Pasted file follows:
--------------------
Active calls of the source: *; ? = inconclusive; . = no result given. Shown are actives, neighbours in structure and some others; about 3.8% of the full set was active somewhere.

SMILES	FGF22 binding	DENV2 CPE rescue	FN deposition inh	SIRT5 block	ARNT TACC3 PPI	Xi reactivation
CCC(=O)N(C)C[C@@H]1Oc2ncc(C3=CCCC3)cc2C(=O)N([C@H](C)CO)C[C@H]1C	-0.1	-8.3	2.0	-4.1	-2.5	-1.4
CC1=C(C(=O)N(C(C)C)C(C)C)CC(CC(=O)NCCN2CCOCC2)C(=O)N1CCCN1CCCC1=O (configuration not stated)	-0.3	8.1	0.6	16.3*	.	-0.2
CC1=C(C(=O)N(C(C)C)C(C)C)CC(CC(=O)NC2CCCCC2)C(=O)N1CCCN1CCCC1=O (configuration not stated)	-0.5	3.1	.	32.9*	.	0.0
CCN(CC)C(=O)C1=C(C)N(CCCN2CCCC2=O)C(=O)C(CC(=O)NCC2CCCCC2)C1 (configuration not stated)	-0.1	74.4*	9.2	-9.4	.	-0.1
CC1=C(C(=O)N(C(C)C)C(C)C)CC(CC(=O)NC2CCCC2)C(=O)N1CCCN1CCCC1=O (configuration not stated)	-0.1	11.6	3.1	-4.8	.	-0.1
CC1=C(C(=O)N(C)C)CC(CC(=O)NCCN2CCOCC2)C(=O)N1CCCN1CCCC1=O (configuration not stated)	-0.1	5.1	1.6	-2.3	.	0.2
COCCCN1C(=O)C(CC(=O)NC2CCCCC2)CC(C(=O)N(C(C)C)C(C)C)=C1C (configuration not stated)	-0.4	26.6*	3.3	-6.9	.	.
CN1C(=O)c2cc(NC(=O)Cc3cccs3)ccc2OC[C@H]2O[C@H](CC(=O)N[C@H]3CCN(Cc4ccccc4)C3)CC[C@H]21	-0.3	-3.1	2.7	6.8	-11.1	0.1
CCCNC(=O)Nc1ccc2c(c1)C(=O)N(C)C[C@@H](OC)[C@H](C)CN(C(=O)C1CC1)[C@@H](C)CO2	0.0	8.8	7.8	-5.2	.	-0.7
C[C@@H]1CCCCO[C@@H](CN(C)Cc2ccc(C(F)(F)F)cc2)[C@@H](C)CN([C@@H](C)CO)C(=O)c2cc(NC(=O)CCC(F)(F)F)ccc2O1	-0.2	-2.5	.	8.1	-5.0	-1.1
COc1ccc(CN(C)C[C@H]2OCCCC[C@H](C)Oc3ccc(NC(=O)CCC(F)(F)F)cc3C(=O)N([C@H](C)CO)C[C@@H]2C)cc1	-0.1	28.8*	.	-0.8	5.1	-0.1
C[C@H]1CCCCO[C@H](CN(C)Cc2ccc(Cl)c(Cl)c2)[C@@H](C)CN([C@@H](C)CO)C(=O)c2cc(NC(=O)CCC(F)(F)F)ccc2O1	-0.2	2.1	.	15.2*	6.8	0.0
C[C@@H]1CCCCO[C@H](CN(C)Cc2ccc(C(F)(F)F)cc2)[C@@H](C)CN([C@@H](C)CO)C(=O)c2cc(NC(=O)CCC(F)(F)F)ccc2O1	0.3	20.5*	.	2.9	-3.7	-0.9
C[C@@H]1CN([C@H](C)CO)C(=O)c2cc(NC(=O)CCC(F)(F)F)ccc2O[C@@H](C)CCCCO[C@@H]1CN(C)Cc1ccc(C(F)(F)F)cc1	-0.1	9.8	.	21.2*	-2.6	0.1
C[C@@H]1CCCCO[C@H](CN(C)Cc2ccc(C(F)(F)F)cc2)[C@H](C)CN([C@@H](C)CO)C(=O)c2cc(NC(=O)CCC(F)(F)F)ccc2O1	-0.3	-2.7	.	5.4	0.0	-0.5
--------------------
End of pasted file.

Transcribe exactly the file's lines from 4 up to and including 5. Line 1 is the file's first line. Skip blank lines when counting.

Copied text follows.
CC1=C(C(=O)N(C(C)C)C(C)C)CC(CC(=O)NCCN2CCOCC2)C(=O)N1CCCN1CCCC1=O (configuration not stated)	-0.3	8.1	0.6	16.3*	.	-0.2
CC1=C(C(=O)N(C(C)C)C(C)C)CC(CC(=O)NC2CCCCC2)C(=O)N1CCCN1CCCC1=O (configuration not stated)	-0.5	3.1	.	32.9*	.	0.0